Dedicated in Honor of Karen and Joey Terzi’s Wedding by Joe Chehebar
A Chance to Repent
Last week’s parashat Beresheet ended with, “And the Lord regretted that He had made man upon the earth, and He became grieved in His heart. And the Lord said: I will blot out man whom I created from the face of the earth, from man to cattle to creeping things, to the fowl of the heavens, for I regret that I made them (6:7).” The next and very last passuk of Beresheet closes, “Ve noach matzah chen be’enei Hashem—But Noach found favor in the eyes of the Lord.” This is the reason we start off our week by repeating this statement in our havdalah three consecutive times on motzei Shabbat: “Ve Noach matzah chen be’enei Hashem.” We want Hashem and others to find chen –favor – in us!
Because Noach stood out among all the people in his generation, Hashem approached him with His plan to destroy the entire world, except for Noach and his family. Hashem told Noach to build an ark according to specific dimensions so that it would hold and protect his family and all the pairs of animals that would then populate the earth after the mabul. The question that's asked is, why did Hashem burden Noach with constructing an ark that would take a hundred and twenty years to build, instead of performing a miracle to accelerate the process? Rashi answers this question, saying that the reason was to give the people of that generation a chance to repent, as they watched Noach slowly build this tremendous ark on dry land. But instead of seizing this opportunity to change their ways and make teshuva, they scoffed at him and called him crazy.
Noach also had an opportunity to save his generation, but his failure to try and influence the people explains why the flood is called mei noach—the waters of Noach, suggesting, according to the Zohar, that he may have had some responsibility for the flood. There’s a Kabbalah that says that Moshe was a gilgul (reincarnation) of Noach, and when B’nei Yisrael sinned with the golden calf and Hashem threatened to destroy the Jewish people, Moshe (who lived 120 years, the same amount of years that it took Noach to build the ark) prayed on their behalf. He said to Hashem in parashat Ki Tissa, “Mecheni na mesifrecha—Erase me from Your Torah” if You destroy this nation. The words “mecheni na” contain the same letters as “mei Noach.” So, we learn from this that Moshe, as Noach’s gilgul, fixed Noach’s shortcoming of not reaching out to save his generation during the 120 years that it took him to build the ark. Moshe, on the other hand, prayed to Hashem that if the Jewish people would be destroyed, he would also want to cease to exist.
Ish Tzadik Tamim—A Righteous and Perfect Man
Parashat Noach opens with the passuk, “Noach was a righteous man, he was perfect in his generation; Noach walked with Elokim.” The Torah uses two adjectives to describe Noach's character traits: tzaddik and tamim—righteous and perfect. Rabenu Bachiya defines a tzaddik as a person who is careful with other people’s property. Tamim is defined as perfect in all character traits or ethically flawless. But the passuk ends with an exception, “in his generation.” Many of the commentaries compare Noach to Avraham Avinu. Some sages say that if Noach was so great in his corrupt generation, how much greater would he have been had he lived in a generation that was good. But according to others, had Noach lived in the time of Avraham, he would have been insignificant, living in Avraham's shadow. So how can these opinions both be correct and understood if they contradict each other? Is “in his generation” something that might be considered derogatory, or is it praiseworthy for what could have been?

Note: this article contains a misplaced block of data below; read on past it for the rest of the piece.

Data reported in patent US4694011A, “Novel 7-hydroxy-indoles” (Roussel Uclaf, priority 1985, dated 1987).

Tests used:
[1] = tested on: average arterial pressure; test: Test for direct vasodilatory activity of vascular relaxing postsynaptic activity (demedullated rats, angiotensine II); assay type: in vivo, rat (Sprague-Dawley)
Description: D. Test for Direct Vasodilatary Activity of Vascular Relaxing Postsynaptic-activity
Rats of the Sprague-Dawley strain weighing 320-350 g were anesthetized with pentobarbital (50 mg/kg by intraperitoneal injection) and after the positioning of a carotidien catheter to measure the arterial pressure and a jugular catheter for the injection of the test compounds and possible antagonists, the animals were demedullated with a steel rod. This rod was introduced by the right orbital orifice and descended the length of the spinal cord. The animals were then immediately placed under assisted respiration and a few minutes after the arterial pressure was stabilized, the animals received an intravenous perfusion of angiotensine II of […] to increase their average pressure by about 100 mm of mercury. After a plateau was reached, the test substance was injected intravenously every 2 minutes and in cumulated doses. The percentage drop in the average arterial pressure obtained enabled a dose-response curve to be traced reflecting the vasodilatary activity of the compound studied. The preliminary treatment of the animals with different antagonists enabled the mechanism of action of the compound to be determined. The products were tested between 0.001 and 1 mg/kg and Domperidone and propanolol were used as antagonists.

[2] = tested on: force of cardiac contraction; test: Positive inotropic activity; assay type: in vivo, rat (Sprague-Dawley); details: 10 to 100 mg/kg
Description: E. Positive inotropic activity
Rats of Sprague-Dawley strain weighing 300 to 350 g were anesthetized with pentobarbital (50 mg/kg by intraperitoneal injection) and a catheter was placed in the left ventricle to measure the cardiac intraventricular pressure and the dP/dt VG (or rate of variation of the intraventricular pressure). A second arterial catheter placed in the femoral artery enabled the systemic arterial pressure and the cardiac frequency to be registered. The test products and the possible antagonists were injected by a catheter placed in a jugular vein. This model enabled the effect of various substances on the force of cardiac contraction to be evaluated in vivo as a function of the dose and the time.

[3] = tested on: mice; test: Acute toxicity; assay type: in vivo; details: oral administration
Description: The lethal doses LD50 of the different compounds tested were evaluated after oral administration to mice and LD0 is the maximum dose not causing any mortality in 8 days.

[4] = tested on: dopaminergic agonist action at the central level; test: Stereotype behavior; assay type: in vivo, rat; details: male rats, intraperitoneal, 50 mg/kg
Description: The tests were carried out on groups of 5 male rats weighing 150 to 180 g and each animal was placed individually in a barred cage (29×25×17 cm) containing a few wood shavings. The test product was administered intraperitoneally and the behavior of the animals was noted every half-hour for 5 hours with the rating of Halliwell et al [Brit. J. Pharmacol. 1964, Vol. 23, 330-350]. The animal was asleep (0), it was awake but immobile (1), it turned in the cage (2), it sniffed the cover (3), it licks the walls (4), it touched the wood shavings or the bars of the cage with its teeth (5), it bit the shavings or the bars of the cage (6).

Rabbi Moshe Sternbuch connects both opinions perfectly in his book On the Parasha. According to both opinions Noach was righteous because he withstood trials daily while being surrounded only by wicked people. This alone entitles him to be awarded with the title of a righteous person, and if he would have had the opportunity to engage in avodat Hashem in a generation that did not require him to constantly withstand tests, he would have been even more righteous. On the other hand, those who say he would not have been considered a person of stature had he lived in the generation of Avraham contend that he was righteous in his generation specifically because he exercised tremendous dedication, determination, and self-discipline by refraining from sinning in such a challenging environment. Therefore, although the opinions contradict each other, they both praise Noach for his righteous behavior in his lifetime.
Noach and Avraham
However, Noach was missing an important quality that Avraham had. Noach did not try to influence the others around him as Avraham did by taking in guests and performing acts of kindness. Avraham was the first person to recognize that there is a G-d who runs the world. He understood that it was his duty not only to be the beneficiary of Hashem's kindness, but to emulate Hashem in every way he could. As great as Noach was for being a tzaddik who was righteous enough to be saved, he did not have it in him to help those around him to repent. Some commentators say that maybe he did not really believe that the flood would come. According to this reading, Noach was not sufficiently strong in his convictions, and therefore he was not persuasive enough to help his generation make teshuva and ultimately to save them from the great flood. We too must realize that we are faced with a similar test, and that we all have an opportunity to influence our fellow Jews in some positive way. And if we do not do this, we may also be held accountable.
Rebetzin Esther Jungreis tells of an amazing story in her book The Committed Life about a speaking tour that she was on in Israel. She needed some musicians to accompany her and out of nowhere she was approached by a few boys studying in yeshivah who offered their services. She asked them how they knew that she needed a band. The leader of the band answered, “Actually, we didn’t know, we just wanted to help.” With that, he began to tell his story. “A few years ago, when I was living in New York, I was totally assimilated. I had no understanding of Judaism. My life was music, and I was on my way to Paris to continue my musical studies. I was walking on Kings Highway in Brooklyn when suddenly I heard a crash and the screech of brakes. I looked up, and there in the street, covered with blood, was a rabbi who had been run over by a car. I rushed to his side and tried to talk to him, but he didn’t respond, so I stayed with him and held his hand until the police and an ambulance came. As he was lifted onto a stretcher, I noticed that his lips were moving. It seemed like he wanted to tell me something. I leaned down and bent my ear close to his lips so that I might hear him. Rebbetzin, you’ll never believe what the rabbi said to me.” For a moment, the young man paused. Then he swallowed hard and continued with his story.